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the Sabbath was not until some time after the arrival of the company in June, 1806. As we have remarked, there were a number of young people in the company, some of them singers, and nearly all accustomed to attend meetings on the Sabbath before they came West.  Although not professors of religion, and none of them feeling qualified by religious experience to conduct the devotional exercises of religious worship, yet they agreed to meet on the Sabbath and join m the exercises.  Mr. Daniel Mine, Jr., invited them to meet at his house the first Sabbath of their meetings.  Dr. Wright, of Vernon, was providentially visiting the sick in the place, and learning of the meeting he attended and assisted by leading the congregation in prayer, in connection with their reading and singing.  As there was, however, no one among them of sufficient confidence and Christian experience to lead the devotional exercises of public worship, after a few times these meetings were suspended, and no more regularly religious meetings were held on the Sabbath, till after the arrival of Mr. Hamlin, and as far as can be learned, not till after the season of sickness.  Mr. Hamlin was a Methodist of very respectable qualifications, and consistent religious character, of a liberal mind and disposed to seek and promote religious society.  After becoming acquainted with the community and ascertaining the willingness and desire to have meetings for worship on the Sabbath, he invited the people to meet together, and met with them. 
     By his influence and aid the meetings were conducted by prayer, singing, and reading discourses, and by such free conference as the members present were disposed to engage in.  This was the beginning of the permanent establishment of public worship on the Sabbath in this place. It is believed that from this time it has been habitually maintained.  There was at that time no ecclesiastical organization, but all met together simply for worship. The preachers of all denominations, either residing on the border or traveling through as missionaries, occasionally spent a Sabbath or called at other times and gave them a sermon.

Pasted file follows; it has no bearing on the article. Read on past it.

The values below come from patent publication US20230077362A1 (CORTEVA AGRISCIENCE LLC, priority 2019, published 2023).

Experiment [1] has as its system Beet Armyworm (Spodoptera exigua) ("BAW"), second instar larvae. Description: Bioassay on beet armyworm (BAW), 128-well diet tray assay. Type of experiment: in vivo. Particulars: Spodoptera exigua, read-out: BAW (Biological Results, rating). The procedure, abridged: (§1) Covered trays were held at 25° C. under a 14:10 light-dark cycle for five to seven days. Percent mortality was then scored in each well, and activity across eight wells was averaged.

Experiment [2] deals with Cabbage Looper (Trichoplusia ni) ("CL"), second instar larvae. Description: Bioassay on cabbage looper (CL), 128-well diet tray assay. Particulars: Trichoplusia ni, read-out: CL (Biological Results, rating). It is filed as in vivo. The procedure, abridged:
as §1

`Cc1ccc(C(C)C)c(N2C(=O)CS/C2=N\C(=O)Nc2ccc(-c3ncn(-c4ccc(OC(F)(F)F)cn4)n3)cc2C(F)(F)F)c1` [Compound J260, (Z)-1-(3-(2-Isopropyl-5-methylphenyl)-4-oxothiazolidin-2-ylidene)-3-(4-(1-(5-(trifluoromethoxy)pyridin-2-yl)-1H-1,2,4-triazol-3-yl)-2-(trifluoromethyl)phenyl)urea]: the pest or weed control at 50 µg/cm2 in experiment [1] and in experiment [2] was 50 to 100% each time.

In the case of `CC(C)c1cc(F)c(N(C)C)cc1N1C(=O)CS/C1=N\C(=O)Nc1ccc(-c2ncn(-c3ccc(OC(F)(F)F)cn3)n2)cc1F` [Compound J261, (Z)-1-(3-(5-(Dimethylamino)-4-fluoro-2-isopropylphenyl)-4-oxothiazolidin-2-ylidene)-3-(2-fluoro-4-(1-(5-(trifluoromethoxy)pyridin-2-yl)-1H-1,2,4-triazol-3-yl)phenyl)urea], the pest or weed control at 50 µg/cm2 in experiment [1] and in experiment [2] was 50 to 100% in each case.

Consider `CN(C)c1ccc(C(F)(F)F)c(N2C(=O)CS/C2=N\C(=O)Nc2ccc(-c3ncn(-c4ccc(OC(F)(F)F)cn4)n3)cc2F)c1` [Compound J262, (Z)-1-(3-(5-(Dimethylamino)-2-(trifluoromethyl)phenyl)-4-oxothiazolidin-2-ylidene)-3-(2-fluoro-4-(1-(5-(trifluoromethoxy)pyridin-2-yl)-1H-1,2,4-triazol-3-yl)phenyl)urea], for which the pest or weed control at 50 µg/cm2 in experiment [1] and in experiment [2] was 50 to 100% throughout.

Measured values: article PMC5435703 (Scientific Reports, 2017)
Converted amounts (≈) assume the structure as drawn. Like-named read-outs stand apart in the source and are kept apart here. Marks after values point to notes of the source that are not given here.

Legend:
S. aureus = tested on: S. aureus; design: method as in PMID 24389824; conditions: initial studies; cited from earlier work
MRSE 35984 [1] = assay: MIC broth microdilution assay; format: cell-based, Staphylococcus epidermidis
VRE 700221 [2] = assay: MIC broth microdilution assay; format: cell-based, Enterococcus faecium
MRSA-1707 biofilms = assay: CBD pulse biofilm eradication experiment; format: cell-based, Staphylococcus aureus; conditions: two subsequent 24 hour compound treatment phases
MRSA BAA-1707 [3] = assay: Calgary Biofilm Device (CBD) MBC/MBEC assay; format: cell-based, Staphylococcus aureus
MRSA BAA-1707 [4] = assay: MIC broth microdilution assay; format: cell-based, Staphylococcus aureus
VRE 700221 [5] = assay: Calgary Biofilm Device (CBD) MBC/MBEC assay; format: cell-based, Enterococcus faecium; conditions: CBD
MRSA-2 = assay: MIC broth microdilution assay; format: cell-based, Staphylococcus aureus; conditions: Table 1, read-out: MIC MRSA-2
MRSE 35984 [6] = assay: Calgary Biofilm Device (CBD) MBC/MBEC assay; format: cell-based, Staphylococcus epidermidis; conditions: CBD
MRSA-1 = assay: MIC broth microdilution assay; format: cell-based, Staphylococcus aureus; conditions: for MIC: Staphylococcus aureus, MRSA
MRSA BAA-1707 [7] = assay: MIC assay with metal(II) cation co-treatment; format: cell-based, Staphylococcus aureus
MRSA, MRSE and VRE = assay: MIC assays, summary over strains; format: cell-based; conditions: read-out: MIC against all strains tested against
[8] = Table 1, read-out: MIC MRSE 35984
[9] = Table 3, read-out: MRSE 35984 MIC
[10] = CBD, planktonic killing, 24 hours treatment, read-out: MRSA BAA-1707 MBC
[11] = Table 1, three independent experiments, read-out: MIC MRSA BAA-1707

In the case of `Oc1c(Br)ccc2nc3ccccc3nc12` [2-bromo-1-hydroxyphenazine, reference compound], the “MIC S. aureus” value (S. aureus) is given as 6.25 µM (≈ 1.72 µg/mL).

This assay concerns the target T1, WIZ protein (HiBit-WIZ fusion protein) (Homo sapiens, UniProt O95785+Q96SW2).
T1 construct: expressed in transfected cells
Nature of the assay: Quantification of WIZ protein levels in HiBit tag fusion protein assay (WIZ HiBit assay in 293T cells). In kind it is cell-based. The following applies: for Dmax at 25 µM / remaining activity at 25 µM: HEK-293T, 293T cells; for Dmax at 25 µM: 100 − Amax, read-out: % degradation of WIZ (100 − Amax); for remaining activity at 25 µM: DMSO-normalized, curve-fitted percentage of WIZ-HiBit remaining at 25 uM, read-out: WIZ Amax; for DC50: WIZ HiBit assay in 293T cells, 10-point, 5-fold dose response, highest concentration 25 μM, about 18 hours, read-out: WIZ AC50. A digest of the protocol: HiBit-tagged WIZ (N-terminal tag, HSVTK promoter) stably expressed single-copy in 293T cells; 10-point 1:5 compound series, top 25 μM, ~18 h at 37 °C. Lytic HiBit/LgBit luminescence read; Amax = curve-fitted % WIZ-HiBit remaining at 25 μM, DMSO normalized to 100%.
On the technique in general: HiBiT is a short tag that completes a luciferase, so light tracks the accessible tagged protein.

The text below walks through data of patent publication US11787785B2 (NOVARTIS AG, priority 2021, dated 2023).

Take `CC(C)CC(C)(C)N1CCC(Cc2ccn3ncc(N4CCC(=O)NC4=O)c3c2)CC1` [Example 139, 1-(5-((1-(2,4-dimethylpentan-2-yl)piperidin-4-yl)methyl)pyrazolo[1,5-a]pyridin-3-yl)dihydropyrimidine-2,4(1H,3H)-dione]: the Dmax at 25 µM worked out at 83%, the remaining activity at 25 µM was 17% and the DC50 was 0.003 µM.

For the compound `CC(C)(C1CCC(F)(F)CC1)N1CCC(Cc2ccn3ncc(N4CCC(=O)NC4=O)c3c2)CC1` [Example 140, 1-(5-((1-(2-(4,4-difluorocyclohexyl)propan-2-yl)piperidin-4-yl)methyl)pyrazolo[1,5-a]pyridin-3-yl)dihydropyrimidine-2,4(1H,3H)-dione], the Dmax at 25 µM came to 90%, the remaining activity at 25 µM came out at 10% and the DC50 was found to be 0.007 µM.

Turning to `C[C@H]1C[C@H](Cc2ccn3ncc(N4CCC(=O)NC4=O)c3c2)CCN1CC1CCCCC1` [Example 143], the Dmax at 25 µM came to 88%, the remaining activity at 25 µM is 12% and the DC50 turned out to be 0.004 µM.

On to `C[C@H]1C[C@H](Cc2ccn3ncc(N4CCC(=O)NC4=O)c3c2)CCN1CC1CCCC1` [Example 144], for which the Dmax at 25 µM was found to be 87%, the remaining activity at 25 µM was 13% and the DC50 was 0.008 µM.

Among the early preachers who visited them was Mr. Crosby from Vernon, already mentioned; Father Badger from Gustavus, and Mr. Robbins, a Congregational missionary from Vernon;  Mr. Darrow from Vienna, a Presbyterian; also Mr. Sheldon from Fowler, and Elder Rigdon, a Baptist missionary, and later, Mr. Simon Woodruff and Mr. William Hanford, missionaries from the Connecticut Missionary society.
     During the occasional visits and the labors of these men there was an interesting revival of religion, in which some of the leading heads of families were hopefully converted to Christ, and who have since been pillars in the different churches here. Mr. Crosby, after a few visits finding a number of the Methodist denomination, suggested to them that if they would request it of the conference they would probably send a circuit preacher, who would gather a class and make a regular preaching station at this place. It was accordingly done abbot the year 1812.